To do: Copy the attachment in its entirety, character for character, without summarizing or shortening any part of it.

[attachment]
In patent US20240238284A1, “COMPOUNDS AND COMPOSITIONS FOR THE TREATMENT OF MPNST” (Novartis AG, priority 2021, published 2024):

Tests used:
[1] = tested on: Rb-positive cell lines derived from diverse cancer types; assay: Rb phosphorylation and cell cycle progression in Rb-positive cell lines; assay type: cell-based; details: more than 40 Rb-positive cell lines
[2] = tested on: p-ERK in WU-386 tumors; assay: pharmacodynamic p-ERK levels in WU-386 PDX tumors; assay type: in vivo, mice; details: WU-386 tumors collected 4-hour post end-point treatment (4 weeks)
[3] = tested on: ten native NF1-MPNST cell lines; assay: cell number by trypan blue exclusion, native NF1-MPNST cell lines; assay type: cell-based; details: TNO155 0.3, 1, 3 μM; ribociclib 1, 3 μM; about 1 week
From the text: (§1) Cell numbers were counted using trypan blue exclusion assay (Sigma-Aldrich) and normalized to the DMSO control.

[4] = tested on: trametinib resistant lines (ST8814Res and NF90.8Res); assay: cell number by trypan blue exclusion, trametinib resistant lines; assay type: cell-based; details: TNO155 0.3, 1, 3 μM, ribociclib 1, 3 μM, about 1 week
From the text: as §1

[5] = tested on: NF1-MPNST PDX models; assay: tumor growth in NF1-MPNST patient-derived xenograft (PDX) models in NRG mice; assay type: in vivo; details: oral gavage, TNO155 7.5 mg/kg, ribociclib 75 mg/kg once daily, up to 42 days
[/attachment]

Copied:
In patent US20240238284A1, “COMPOUNDS AND COMPOSITIONS FOR THE TREATMENT OF MPNST” (Novartis AG, priority 2021, published 2024):

Tests used:
[1] = tested on: Rb-positive cell lines derived from diverse cancer types; assay: Rb phosphorylation and cell cycle progression in Rb-positive cell lines; assay type: cell-based; details: more than 40 Rb-positive cell lines
[2] = tested on: p-ERK in WU-386 tumors; assay: pharmacodynamic p-ERK levels in WU-386 PDX tumors; assay type: in vivo, mice; details: WU-386 tumors collected 4-hour post end-point treatment (4 weeks)
[3] = tested on: ten native NF1-MPNST cell lines; assay: cell number by trypan blue exclusion, native NF1-MPNST cell lines; assay type: cell-based; details: TNO155 0.3, 1, 3 μM; ribociclib 1, 3 μM; about 1 week
From the text: (§1) Cell numbers were counted using trypan blue exclusion assay (Sigma-Aldrich) and normalized to the DMSO control.

[4] = tested on: trametinib resistant lines (ST8814Res and NF90.8Res); assay: cell number by trypan blue exclusion, trametinib resistant lines; assay type: cell-based; details: TNO155 0.3, 1, 3 μM, ribociclib 1, 3 μM, about 1 week
From the text: as §1

[5] = tested on: NF1-MPNST PDX models; assay: tumor growth in NF1-MPNST patient-derived xenograft (PDX) models in NRG mice; assay type: in vivo; details: oral gavage, TNO155 7.5 mg/kg, ribociclib 75 mg/kg once daily, up to 42 days